Saturday, February 11, 2006

Cookbook: Stephanie Alexander

Since I've been inspired by recipes from this cookbook I thought I should write a little something about it.

Stephanie Alexander
The Cook's Companion

Stephanie Alexander
The Cook's Companion (Revised/2nd Edition)

Stephanie Alexander has been on the food scene here in Melbourne since she opened her first restaurant "Jamaica House" in 1964. This eventually lead to her self-titled establishment "Stephanie's Restaurant" where her reputation was firmly established. An acclaimed venue for fine dining it remained a fixture at the top end of most food guides until it closed in 1997.

By the time I dined at her restaurant I found it not worthy of the hype - somewhat dated concepts and presentations and some of the worse coffee I've ever been served! Though that shouldn't dismiss her impact on the restaurant industry - many fine cutting edge chefs were channeled through her kitchen, people like Geoff Lindsey of Pearl and Cath Claringbold of Mecca, even Sydney's Tony Bilson first worked at the original Jamaica House.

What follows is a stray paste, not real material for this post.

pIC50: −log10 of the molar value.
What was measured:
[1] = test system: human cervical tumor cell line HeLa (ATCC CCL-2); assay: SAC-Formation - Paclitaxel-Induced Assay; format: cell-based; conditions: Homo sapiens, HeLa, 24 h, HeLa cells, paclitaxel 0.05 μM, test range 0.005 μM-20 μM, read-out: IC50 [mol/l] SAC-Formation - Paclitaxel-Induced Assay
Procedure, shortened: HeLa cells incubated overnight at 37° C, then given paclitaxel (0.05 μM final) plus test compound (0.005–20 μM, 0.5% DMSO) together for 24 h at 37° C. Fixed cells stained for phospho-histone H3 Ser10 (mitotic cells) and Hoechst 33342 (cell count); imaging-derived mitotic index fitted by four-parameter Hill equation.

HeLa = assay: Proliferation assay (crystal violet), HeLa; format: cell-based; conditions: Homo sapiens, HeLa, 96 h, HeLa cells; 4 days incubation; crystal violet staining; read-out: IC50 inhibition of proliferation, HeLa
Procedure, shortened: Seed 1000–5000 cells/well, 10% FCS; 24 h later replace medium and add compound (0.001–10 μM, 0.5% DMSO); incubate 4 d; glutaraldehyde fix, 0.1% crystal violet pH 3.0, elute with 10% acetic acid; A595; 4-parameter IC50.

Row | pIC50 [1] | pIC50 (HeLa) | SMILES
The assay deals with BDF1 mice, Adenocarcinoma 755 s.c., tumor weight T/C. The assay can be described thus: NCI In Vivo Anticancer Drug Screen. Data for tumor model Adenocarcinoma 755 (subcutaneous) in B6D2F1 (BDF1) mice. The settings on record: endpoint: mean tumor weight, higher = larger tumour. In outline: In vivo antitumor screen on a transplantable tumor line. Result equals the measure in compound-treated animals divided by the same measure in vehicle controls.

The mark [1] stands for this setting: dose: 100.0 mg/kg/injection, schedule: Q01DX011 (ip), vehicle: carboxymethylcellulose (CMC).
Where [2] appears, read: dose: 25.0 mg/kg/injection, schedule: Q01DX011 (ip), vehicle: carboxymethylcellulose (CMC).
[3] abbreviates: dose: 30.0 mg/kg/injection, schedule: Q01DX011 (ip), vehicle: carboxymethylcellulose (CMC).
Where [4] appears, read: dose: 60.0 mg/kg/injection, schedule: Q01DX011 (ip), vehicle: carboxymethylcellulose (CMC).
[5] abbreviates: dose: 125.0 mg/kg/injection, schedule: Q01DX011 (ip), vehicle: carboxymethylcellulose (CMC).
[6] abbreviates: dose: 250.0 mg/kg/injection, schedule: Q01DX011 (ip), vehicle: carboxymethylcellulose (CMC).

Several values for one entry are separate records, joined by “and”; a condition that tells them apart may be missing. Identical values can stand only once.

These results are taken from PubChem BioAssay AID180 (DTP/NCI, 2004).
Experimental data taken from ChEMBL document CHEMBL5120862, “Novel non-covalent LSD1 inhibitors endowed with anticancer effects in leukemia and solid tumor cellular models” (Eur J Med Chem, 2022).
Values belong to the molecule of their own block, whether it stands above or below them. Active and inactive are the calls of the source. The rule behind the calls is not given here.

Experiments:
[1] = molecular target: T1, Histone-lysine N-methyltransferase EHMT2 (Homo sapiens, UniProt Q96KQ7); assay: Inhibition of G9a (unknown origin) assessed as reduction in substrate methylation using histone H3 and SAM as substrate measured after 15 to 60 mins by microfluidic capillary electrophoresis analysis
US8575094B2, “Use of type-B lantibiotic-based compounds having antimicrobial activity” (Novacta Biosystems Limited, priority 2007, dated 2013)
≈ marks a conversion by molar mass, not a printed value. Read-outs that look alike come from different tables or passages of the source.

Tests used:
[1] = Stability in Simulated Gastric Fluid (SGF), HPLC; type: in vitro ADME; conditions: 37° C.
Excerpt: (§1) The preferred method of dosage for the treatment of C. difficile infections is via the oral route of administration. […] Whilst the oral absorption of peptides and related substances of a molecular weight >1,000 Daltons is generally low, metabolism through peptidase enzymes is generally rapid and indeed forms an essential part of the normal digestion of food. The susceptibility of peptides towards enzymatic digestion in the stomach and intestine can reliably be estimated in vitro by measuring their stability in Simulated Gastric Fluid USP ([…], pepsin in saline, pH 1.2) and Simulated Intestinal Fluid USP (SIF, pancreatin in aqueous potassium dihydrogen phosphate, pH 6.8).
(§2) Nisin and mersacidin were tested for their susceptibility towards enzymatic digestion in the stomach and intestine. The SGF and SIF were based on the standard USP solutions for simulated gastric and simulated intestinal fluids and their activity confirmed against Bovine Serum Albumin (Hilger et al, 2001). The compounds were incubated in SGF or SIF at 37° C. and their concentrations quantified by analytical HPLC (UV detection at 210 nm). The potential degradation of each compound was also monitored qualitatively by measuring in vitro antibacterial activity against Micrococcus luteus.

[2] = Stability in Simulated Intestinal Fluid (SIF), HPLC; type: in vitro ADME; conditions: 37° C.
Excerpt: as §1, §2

The first cookbook came in at 816 pages and in it's excellent organisation one can see the influence of Stephanie's previous career as a librarian.

The book is divided into chapters - equipment (recommended utensils), basics (definitions of culinery terminolgies and foundation recipes) and an A-Z of ingredients.

At the beginning of each ingredient chapter, Stephanie narrates a history of that ingredient, it's varieties and/or seasons, and how to select, store, prepare and cook each item. It's then followed by ingredient specific recipes. Margin notes offer quick recipe ideas.

The revised edition is 1126 pages, that's another 310 pages, 12 new chapters, 382 recipes and 543 margin notes.

Neither cookbook offer pretty photos, though the quality of the text more than compensates for the lack of visual aides.

This is a cookbook for cooks or as the blurb on the back cover states "the book for a lifetime of cooking", providing excellent foundation recipes and allowing you the cook, the ability to experiment through the knowledge it imparts. It's highly recommended for people of all abilities and experience and probably should be on every bookshelf.

Recipes sourced from this book
Brandy Snaps
Honey Madeleines
Passionfruit Curd

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